D.C.

Nuclear bomb in D.C. would devastate district, study finds

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If a new government study is correct, the flash itself if a nuclear bomb was detonated in downtown D.C. would temporarily blind driver’s miles away on the beltway.

Nuclear bomb in D.C. would devastate district, study finds

The government chose 16th and K streets—just blocks away from the White House, as the epicenter of the hypothetical nuclear explosion.

"If something like that happened, I just can't imagine the devastation,” said Jacquelin Bell, of North Potomac, Md.

But, Bell, who was here on 9/11, is glad that someone is imagining the worst case scenario.

“To say what would happen if a nuclear bomb were dropped here, it would be worse,” she said.

A government study predicts that a fictional nuclear explosion, set off at an intersection near the White House, would destroy everything within half a mile.
45,000 would die and several hundred thousand would be injured.

Published in November, the study comes to light this week against the backdrop of the President's trip to a nuclear security summit in Seoul, South Korea.

“As a consequence of this summit, more commitments will be made, more real tangible steps. As a result, more of our citizens will be safer from the danger of nuclear terrorism,” President Obama said at the summit.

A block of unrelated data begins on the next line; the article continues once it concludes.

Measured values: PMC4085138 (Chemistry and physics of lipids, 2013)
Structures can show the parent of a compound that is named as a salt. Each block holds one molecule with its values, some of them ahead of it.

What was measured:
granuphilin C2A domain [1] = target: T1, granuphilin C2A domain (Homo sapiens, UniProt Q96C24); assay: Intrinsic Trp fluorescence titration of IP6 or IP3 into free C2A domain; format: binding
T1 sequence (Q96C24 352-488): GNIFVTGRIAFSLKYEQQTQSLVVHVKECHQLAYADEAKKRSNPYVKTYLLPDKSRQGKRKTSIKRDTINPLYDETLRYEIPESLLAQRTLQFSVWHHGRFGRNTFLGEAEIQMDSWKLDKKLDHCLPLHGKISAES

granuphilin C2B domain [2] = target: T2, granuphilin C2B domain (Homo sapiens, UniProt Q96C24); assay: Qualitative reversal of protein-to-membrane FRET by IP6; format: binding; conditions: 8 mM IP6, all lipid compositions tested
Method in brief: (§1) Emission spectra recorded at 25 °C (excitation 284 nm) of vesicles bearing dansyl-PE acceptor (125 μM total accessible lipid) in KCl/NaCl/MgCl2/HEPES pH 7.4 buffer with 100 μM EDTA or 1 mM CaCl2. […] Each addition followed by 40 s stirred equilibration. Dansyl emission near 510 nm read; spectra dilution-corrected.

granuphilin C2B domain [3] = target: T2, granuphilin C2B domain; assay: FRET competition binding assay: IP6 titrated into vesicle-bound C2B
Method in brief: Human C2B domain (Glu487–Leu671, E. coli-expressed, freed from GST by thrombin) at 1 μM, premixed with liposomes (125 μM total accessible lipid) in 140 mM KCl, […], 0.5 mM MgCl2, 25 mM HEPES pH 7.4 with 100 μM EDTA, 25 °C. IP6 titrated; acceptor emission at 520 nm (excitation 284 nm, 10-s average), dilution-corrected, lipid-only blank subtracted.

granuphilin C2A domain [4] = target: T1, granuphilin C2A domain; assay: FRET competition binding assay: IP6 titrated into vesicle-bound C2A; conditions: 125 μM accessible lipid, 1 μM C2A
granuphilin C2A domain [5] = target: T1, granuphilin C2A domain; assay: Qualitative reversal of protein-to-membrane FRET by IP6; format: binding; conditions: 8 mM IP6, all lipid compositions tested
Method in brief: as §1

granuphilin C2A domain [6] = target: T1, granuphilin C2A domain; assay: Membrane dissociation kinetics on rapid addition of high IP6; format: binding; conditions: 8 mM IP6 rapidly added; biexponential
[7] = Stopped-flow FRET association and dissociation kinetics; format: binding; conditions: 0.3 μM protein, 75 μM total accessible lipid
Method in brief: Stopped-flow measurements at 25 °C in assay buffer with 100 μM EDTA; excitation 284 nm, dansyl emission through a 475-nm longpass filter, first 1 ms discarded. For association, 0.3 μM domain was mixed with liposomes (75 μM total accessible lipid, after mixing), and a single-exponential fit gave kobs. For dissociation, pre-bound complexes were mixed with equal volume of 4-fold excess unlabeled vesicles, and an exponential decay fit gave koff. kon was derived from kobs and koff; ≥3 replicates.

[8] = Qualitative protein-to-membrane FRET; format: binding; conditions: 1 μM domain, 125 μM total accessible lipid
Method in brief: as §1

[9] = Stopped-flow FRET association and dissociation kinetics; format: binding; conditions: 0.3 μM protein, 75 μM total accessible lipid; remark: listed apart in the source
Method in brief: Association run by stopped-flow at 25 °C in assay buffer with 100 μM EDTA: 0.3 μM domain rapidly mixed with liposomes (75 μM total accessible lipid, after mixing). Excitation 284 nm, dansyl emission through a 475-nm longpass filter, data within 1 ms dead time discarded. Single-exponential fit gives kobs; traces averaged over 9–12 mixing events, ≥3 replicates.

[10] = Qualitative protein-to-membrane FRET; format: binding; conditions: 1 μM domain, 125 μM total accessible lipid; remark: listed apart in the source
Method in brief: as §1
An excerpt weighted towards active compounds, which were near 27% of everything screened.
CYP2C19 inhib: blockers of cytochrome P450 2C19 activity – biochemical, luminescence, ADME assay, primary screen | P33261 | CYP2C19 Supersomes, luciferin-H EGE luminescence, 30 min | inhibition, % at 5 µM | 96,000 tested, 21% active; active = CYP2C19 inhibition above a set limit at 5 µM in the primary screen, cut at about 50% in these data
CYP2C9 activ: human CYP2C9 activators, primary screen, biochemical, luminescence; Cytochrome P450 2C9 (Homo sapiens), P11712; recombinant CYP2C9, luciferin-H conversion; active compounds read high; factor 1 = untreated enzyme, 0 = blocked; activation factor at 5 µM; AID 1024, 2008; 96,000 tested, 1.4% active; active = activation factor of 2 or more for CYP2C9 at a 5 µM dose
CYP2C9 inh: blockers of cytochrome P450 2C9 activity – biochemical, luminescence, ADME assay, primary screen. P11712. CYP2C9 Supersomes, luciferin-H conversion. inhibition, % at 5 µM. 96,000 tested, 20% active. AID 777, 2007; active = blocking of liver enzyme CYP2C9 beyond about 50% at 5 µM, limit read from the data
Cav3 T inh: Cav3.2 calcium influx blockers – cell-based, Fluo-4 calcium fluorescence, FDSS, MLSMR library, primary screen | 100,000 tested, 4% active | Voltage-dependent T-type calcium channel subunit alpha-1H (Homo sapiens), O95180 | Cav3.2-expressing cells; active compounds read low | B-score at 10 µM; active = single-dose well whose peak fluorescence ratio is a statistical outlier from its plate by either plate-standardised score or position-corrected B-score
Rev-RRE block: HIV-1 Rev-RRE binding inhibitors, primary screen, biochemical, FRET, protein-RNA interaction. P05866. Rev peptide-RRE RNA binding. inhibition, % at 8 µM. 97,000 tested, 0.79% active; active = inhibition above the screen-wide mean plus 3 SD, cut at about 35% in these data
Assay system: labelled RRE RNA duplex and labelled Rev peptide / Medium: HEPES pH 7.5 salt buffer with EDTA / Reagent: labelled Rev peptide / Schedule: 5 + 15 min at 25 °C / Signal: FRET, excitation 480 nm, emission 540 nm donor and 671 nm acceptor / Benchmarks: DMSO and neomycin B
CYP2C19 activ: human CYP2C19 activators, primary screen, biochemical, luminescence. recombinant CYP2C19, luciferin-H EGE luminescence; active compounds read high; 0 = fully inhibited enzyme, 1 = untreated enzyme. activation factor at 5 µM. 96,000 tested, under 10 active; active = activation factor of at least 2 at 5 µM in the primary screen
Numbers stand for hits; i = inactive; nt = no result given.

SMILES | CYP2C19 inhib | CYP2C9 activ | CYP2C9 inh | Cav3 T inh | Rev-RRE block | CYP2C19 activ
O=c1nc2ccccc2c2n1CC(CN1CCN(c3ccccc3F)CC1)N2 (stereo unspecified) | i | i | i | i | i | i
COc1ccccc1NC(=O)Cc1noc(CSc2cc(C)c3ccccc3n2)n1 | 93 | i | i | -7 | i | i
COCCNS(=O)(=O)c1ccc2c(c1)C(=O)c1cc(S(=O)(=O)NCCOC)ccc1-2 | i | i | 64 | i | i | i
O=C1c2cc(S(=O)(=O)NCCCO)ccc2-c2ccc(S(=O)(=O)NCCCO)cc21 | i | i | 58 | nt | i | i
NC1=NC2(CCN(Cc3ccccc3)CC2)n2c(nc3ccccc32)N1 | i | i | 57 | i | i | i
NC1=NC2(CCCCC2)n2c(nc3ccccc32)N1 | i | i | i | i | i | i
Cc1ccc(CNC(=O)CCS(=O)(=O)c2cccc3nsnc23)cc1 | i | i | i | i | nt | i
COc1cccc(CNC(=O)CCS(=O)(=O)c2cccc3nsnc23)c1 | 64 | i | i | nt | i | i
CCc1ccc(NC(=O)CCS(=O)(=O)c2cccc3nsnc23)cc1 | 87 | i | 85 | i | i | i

"No one expects it to happen around here, I don't think,” Brent Kroll of northwest D.C.

Kroll works at the historic Saint Regis Hotel at 16th and K streets.

“This hotel is close to 100 years old so when you think about the history and all the landmarks around here, you certainly don't think about that happening,” Kroll said.

In the fictional attack, much of Washington would be left standing—the Capitol, the Washington Monument and memorials would have minor damage—but, at the epicenter, nothing would be left.

The government advises anyone within fifty miles of a nuclear attack to head down into a parking garage or basement. Anyone caught outside needs to get indoors and remove clothing and brush fallout particles out of their hair.

Treating all injured by the attack would be tough. The study says there are four hospitals in the area that would be severely damaged by the blast.

D.C. Emergency Management told ABC7 that they recently sat down and talked through a situation very similar incident, saying that something is being considered on a federal and local level.

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